The parking industry has made great strides since I joined IPMI’s predecessor back in the 1990s. The board has become more diverse, and I know CEO Shawn Conrad has worked tirelessly to encourage a more diverse industry at all levels. But perhaps the incidents of the last few days have made us aware that the job is not finished. We have the talent and the courage as a vital industry to look once again at what we do and seek new ways to welcome people of color into our field. Perhaps a partnership with HBCUs (historically Black colleges and universities) is worth exploring. I proposed that when I was president of the International Downtown Association, but it never came to fruition. Let’s put heads together and see what more we can do.

David Feehan is president of Civitas Consultants, LLC.


Member News: Heart of the Park Partners Band Together to Feed Baltimore

May 5, 2020

We’re at our best when we all work together.

Since its late March launch, Heart of the Park, a partnership between Harbor Park Garage and several local organizations and businesses, has distributed about 13,000 meals to Baltimoreans in need and to those on the front lines, serving the community during the COVID-19 pandemic.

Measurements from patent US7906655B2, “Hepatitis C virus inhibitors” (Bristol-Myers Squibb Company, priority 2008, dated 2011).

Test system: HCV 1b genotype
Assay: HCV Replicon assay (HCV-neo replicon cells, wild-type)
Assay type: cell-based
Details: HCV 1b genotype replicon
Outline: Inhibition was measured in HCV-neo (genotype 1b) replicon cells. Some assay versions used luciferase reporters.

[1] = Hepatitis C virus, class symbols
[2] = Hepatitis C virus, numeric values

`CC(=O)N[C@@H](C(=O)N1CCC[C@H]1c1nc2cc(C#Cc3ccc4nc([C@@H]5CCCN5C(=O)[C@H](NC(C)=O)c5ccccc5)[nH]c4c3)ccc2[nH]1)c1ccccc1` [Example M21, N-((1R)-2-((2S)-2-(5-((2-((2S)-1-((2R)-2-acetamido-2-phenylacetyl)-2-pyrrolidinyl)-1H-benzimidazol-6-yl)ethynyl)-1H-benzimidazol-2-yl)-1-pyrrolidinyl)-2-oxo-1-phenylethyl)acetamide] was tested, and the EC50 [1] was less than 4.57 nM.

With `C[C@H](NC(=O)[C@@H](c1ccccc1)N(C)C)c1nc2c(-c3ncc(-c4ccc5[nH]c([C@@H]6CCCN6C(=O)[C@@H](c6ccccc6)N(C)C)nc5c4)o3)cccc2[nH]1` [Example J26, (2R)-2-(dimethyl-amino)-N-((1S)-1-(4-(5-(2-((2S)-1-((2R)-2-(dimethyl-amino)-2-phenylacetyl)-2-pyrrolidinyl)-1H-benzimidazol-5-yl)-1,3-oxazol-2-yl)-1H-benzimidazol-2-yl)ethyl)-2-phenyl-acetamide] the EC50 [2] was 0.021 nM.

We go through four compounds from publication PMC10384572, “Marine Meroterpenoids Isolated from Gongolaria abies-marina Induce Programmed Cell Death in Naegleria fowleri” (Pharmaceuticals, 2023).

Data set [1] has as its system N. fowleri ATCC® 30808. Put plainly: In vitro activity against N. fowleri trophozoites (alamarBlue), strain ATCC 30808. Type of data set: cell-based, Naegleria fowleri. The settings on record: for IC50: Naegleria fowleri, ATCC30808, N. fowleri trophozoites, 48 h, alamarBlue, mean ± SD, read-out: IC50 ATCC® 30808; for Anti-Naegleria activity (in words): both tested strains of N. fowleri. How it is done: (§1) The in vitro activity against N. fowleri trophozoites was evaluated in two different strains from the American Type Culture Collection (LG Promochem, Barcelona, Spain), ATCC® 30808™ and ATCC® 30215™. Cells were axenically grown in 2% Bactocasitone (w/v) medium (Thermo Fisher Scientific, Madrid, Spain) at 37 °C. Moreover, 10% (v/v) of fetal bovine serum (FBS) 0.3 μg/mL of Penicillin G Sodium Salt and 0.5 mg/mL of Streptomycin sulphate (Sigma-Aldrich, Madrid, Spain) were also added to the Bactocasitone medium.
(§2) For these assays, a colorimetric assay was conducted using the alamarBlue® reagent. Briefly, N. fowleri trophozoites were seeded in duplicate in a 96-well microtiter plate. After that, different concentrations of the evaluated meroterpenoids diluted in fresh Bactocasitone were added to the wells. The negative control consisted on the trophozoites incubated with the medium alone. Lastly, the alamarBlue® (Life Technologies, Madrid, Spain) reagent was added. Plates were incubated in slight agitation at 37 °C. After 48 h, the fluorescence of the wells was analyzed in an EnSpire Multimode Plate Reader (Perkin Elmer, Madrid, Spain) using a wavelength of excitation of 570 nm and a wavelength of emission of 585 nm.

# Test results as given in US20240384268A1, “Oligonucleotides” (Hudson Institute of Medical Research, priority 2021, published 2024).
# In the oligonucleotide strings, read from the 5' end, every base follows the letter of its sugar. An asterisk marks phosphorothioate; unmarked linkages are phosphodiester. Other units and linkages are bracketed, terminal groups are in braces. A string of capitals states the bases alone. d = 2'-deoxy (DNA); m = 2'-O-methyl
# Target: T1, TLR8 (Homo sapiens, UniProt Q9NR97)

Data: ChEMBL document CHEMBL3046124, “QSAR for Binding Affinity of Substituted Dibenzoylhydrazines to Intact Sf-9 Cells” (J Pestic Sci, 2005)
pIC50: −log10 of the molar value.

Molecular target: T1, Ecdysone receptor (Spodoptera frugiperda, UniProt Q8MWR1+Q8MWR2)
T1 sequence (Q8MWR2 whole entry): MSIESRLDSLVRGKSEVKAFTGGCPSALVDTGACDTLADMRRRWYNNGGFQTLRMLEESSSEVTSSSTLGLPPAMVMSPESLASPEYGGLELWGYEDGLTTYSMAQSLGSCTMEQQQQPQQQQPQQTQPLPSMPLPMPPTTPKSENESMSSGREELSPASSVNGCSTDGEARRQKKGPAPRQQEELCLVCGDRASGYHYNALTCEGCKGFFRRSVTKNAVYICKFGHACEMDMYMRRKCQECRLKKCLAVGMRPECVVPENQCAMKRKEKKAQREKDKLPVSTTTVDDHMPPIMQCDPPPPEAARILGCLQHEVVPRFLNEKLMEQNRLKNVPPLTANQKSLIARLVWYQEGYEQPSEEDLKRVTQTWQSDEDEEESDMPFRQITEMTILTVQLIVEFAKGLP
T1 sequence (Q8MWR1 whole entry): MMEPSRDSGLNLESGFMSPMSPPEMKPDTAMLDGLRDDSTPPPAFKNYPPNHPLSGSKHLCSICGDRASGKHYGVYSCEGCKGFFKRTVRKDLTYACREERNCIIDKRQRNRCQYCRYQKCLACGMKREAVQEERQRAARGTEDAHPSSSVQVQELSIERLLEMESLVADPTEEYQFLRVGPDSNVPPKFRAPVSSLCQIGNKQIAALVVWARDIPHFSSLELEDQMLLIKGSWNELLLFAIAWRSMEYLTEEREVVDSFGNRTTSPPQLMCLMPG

The initiative includes daily meal distribution at the downtown Baltimore garage, where visitors can head to the third floor to pick up free boxed lunches and dinners, and packages of rolls or loaves of bread.

In addition to the meals given out at the garage, Heart of the Park delivers weekend meals to the COVID units at three local hospitals: Johns Hopkins, University of Maryland’s downtown hospital, and St. Joseph Medical Center. In early May, Heart of the Park also launched “New Medical Center Wednesday,” when it donates 50 meals to healthcare workers at a different medical center each week (starting with Mercy Hospital).

The Heart of the Park initiative is headquartered at Harbor Park Garage but its success is driven by the generosity and creativity of several businesses and organizations located throughout Baltimore City. The garage’s partners include:

Pierpoint Restaurant